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Modern Approach For Unilateral Pleural Effusion: Case study
Over 50 systemic conditions may affect the pleura and, thus, unilateral pleural effusions may present for a variety of reasons. Recently, physicians from the Glenfield Hospital, UK, reported about a patient with unilateral moderate-sized right pleural effusion. The case study was published online in the Clinical Medicine Journal on December 03, 2021.Various pleural interventions are available...
Over 50 systemic conditions may affect the pleura and, thus, unilateral pleural effusions may present for a variety of reasons. Recently, physicians from the Glenfield Hospital, UK, reported about a patient with unilateral moderate-sized right pleural effusion.
The case study was published online in the Clinical Medicine Journal on December 03, 2021.
Various pleural interventions are available in current practice but have varying diagnostic sensitivity. Investigation of a unilateral pleural effusion is a common clinical scenario faced by general and respiratory physicians alike. With the high prevalence of Malignant pleural effusions (MPE) associated with advanced-stage lung cancer and other malignancies, it is increasingly important to perform the correct, as well as most useful, investigation for the patient.
Dr Dana Li and team reported about a 67 years old male patient with a history of atrial fibrillation on edoxaban, presented with a 4-week of worsening breathlessness. He also had a history of 40-pack-year smoking and occupational exposure to asbestos as a builder. His World Health Organization performance status is 0 and, the general practitioner arranged a chest X-ray.
He was diagnosed with unilateral moderate-sized right pleural effusion. Although the aetiology of this patient's pleural effusion is unknown, the physicians noted that certain risk factors (including the smoking history and asbestos exposure) would suggest that a malignant pleural effusion is most likely. They further mentioned that ipsilateral chest pain may suggest malignant mesothelioma.
The patient attends the ambulatory pleural clinic for assessment the following week. In patients with suspected undiagnosed malignant effusion, the physicians performed a therapeutic pleural aspiration. Edoxaban was stopped for 48 hours before the procedure due to bleeding risk. After aspiration of 1.1 L fluid, the patient improved symptomatically and samples were sent for biochemical (protein, lactate dehydrogenase (LDH) and glucose), microbiological and cytological analysis.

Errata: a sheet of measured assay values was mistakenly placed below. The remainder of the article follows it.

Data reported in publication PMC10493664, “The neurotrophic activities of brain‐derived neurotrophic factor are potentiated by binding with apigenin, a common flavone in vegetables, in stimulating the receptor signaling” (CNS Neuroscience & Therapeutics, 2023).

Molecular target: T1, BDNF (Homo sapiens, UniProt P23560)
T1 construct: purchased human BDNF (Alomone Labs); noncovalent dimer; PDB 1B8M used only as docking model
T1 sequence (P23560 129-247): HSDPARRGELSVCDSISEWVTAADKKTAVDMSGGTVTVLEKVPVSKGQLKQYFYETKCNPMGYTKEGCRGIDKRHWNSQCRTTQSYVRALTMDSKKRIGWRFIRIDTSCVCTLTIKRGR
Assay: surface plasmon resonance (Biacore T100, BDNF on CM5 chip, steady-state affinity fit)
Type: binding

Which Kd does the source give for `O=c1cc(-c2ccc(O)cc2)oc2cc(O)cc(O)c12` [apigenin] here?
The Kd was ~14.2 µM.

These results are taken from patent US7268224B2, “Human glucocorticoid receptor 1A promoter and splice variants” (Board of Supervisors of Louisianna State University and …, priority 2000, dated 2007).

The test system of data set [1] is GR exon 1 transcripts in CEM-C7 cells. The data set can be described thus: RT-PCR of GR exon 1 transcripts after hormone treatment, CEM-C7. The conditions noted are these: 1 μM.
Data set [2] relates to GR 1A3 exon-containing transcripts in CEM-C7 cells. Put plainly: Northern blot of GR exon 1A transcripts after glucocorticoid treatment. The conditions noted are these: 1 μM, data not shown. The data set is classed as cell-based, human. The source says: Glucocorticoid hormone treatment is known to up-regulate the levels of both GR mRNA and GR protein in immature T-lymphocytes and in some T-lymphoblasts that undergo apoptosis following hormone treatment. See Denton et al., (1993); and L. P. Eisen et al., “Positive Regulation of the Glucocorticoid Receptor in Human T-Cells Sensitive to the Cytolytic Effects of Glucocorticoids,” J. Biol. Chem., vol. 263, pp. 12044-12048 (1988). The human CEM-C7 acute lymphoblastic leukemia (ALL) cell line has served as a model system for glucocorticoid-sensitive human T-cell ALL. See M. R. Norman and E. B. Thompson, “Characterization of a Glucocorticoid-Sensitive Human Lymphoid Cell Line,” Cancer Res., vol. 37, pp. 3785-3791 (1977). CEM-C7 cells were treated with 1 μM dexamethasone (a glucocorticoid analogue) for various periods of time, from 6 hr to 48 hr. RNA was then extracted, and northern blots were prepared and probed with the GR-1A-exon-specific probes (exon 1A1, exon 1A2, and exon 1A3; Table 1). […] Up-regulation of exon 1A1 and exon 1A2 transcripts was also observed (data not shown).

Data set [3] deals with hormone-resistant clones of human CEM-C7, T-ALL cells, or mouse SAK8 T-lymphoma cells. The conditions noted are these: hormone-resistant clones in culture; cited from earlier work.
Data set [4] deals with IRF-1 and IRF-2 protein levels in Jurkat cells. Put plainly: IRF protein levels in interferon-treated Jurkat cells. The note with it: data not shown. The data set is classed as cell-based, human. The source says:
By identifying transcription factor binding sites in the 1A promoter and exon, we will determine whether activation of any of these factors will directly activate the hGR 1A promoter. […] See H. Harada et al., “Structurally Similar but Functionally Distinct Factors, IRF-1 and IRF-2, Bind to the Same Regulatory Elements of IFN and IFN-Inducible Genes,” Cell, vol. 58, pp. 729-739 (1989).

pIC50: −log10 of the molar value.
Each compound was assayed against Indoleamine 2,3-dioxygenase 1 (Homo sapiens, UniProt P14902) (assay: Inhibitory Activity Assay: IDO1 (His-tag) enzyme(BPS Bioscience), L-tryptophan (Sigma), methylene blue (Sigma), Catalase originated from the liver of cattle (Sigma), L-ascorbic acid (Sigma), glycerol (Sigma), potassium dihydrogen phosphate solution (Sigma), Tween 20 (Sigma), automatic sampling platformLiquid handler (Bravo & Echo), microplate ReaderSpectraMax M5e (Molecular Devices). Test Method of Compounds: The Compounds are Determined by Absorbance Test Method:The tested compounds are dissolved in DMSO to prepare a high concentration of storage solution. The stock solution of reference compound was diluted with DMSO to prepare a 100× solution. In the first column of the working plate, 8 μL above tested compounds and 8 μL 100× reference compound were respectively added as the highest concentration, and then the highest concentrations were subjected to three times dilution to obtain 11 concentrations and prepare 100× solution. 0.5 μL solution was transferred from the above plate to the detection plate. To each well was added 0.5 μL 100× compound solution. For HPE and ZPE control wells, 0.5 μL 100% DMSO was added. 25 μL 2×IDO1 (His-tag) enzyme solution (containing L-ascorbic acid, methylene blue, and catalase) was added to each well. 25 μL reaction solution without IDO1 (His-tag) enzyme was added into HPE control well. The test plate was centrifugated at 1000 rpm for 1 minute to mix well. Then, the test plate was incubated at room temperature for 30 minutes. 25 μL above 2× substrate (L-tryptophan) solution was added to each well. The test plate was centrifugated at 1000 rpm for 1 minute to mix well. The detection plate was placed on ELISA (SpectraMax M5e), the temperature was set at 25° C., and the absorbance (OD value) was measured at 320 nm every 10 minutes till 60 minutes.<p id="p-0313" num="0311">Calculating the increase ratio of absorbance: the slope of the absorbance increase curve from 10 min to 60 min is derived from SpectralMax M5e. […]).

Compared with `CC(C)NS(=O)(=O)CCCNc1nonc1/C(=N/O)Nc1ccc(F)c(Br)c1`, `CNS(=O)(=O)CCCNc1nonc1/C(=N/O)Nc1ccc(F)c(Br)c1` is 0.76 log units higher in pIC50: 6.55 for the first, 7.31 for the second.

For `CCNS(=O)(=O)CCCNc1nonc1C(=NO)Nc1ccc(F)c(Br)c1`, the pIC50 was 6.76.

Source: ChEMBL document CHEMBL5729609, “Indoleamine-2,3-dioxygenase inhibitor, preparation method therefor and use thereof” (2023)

- Chest X-Ray following therapeutic thoracocentesis revealed a hydropneumothorax, which raised the possibility of a non-expandable lung (NEL).
- Pleural fluid suggested an exudative effusion (protein of 40 g/L and LDH of 620 IU).
- Cytology showed a lymphocytic effusion with no malignant cells seen.
- Computed tomography of the chest revealed a parietal pleural rind predominantly encasing the right lower lobe, likely causing the NEL.
As the pleural fluid cytology was non-diagnostic, the physicians proceeded to a thoracoscopy under local anaesthetic and moderate sedation, also known as local anaesthetic thoracoscopy (LAT), medical thoracoscopy or pleuroscopy.
LAT revealed extensive nodularity over the visceral and parietal pleural, so the physicians inserted an indwelling pleural catheter (IPC) at the time of thoracoscopy for likely NEL
The pleural biopsies demonstrated malignant epithelioid mesothelioma. Following the discussion in the lung multidisciplinary team meeting, the physicians referred the patient to oncology for systemic treatment. The patient continued to drain his IPC three times weekly and subsequently achieved autopleurodesis. The IPC was removed soon after.
The authors noted,
"Patients with pleural effusions may present with breathlessness due to impaired gas exchange, reduced ventilatory capacity and abnormal movement of the thoracic cage and diaphragm.
Investigation of a unilateral pleural effusion should be carefully considered, taking into account the likely underlying aetiology, the patient's clinical condition and the need for further investigation and/or intervention.
Thoracic ultrasound is essential before all interventions for pleural effusion and should be performed by trained operators.
Local anaesthetic thoracoscopy aids diagnosis in exudative pleural effusions of unknown aetiology.
An indwelling pleural catheter may be a useful first-line intervention in suspected or confirmed cases of malignant pleural effusion."
They further added, "The diagnostic pathway in unilateral pleural effusion is increasingly outpatient-based, avoiding hospitalisation, which is particularly relevant with the recent COVID-19 pandemic."
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